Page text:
Which means writing exercises.

I have this fear of in-class writing exercises because I immediately get my hackles raised at having to perform on cue.  Irrationally, perhaps – I am a writer after all, I should be able to write simple exercises, right? – I immediately fear I will get the assignment wrong.  Or worse, because I think while I write (and I write slowly) that I won’t finish in time and somehow be seen as less of a writer.  Plus everyone else in the group is brilliant and I’m a charlatan.  At least that’s how it feels.

But today after the discussion of one my fellow workshopper’s pieces we did a couple short exercises – Tim calls them writing games – that didn’t leave me feeling quite so dumbstruck.  I am not saying these are brilliant examples of writing in general, or of my own writing, but that I walked away feeling like maybe I can write on command without breaking out in a sweat and fearing my writer’s card will be taken away.

First we were asked to write a scene that contained a character named Teri, a kitchen, and dealing with aftermath of a date… without actually talking about the date directly.

Teri entered the kitchen without turning on the light.  She removed a glass from the cabinet – the old French tumbler with the chip at the base that she couldn’t help running her finger over.  She ran the tap a bit before filling the glass then turned and leaned against the sink while taking slow, deliberate sips.  She shifted her weight from hip to hip while kicking off her shoes.  Her eyes adjusted to the dark as shades of color began to appear around her.  The dishtowels looked dingy in the shadowy moonlight.  The loaf of bread she had hastily placed atop the refrigerator earlier leaned anxiously toward the edge, ready to fall.  The fruit in the bowl on the counter had somehow deflated while she was out.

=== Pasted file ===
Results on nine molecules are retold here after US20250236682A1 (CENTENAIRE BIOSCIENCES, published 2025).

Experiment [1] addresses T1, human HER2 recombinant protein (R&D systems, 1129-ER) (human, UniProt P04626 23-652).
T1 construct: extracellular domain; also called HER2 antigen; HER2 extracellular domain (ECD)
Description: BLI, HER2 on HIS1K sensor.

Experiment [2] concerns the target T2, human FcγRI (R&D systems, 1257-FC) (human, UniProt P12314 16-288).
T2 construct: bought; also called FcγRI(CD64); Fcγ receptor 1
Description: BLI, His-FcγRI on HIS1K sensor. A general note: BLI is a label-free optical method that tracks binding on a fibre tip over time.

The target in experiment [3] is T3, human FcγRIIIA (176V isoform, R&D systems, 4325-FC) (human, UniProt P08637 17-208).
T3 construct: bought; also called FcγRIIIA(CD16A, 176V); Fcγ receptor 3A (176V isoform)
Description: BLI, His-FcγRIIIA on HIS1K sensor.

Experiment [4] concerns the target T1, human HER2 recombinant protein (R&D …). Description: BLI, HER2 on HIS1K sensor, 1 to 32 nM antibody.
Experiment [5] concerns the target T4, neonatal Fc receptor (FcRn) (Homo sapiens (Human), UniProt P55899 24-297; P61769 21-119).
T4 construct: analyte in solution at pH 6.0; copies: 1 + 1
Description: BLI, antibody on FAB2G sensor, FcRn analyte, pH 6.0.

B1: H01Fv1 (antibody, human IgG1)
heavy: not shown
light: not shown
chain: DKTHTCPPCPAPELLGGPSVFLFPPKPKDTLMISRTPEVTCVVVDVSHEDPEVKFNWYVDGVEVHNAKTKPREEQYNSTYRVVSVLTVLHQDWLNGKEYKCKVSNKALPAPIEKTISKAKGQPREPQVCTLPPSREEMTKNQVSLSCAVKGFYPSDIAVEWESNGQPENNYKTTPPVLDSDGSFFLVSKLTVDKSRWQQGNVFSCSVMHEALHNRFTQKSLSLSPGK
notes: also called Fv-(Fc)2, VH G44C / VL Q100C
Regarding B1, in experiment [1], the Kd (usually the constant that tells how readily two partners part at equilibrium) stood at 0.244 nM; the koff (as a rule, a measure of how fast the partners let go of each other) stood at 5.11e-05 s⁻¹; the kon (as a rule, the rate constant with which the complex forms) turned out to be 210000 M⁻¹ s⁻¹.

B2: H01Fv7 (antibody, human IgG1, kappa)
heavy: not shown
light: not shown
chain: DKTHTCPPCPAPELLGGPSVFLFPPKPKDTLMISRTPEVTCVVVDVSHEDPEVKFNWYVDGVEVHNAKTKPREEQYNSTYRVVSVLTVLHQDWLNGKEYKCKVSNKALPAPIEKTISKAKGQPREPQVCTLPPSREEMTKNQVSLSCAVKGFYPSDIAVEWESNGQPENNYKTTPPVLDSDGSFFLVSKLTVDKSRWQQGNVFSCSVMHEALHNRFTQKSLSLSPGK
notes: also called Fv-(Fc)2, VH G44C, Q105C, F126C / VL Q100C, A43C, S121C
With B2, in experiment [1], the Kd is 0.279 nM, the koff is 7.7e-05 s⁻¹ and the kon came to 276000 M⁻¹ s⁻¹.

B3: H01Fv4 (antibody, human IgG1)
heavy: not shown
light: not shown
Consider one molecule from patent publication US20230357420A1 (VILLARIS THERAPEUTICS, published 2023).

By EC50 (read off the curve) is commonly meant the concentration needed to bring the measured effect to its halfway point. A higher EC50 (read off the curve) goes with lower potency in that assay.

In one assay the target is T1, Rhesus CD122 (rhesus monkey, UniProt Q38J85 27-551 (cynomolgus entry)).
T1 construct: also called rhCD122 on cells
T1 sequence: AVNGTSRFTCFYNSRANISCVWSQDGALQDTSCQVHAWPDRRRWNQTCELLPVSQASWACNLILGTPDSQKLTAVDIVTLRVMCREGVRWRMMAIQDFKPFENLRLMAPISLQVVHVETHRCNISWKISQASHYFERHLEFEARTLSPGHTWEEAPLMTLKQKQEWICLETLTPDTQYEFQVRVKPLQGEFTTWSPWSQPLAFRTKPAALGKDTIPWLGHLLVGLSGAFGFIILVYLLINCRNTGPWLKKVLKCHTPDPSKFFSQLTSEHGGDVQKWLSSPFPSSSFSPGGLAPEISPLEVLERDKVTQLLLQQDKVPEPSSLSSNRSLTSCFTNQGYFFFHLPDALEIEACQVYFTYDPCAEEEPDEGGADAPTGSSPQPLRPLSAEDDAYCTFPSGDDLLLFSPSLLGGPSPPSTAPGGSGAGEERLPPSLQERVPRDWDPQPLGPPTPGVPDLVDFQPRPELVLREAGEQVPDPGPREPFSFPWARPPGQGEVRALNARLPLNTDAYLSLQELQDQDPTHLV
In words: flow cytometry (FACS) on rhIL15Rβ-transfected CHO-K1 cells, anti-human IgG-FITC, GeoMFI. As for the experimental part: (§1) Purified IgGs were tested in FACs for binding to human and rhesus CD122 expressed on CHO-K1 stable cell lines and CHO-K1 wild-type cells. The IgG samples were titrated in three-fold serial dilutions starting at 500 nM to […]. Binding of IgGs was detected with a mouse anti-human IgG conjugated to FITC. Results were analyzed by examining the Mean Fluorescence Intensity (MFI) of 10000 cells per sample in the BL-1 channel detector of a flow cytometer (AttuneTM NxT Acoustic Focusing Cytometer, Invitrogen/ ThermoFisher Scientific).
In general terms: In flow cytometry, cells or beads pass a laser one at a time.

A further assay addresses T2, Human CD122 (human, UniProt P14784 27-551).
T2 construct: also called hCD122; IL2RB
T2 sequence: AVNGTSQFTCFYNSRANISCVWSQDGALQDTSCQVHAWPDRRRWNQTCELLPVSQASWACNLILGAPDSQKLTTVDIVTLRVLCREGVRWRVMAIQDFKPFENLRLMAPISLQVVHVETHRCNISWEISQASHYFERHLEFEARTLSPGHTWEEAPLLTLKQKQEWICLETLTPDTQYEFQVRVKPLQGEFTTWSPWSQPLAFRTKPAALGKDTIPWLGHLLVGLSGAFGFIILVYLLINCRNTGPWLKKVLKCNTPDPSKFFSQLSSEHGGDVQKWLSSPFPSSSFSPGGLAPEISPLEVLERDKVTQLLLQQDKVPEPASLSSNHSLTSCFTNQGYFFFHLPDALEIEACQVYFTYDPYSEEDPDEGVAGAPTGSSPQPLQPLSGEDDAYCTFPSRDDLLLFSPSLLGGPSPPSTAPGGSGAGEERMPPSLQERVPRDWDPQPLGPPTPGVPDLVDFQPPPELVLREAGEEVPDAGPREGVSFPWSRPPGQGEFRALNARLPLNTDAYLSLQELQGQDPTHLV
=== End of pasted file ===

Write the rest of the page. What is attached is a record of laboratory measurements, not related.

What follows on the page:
Teri took one final sip and wiped away the evening from her lips.

The word anxious is highlighted because originally I had written eagerly, crossed it out, then added it back.  I like the idea that amid all this dour post-date imagery there was something threatening to take some sort of action.  Tim spotted it immediately and I held fast to it during the workshop but realized now that anxiety in a loaf of bread seemed better.  I could be wrong, I often am.

Students of Tim’s, or of VCFA in general, will probably recognize this as an objective correlative assignment.

Next, we looked at adjectives.  No, rather, we didn’t look at them.  It was a quicky, a scene set outside using no adjectives.  No other rules.  Go.

The crows dropped from the trees all at once and alighted on the playground.  They flapped and cawed and danced around the body lying face-down in the center of the basketball court.  First one, then several crows approached the body, tilting their heads for a better view.  A car backfired and the sound sent the crows back to the trees where they waited until it was once again safe to investigate what had happened to their friend.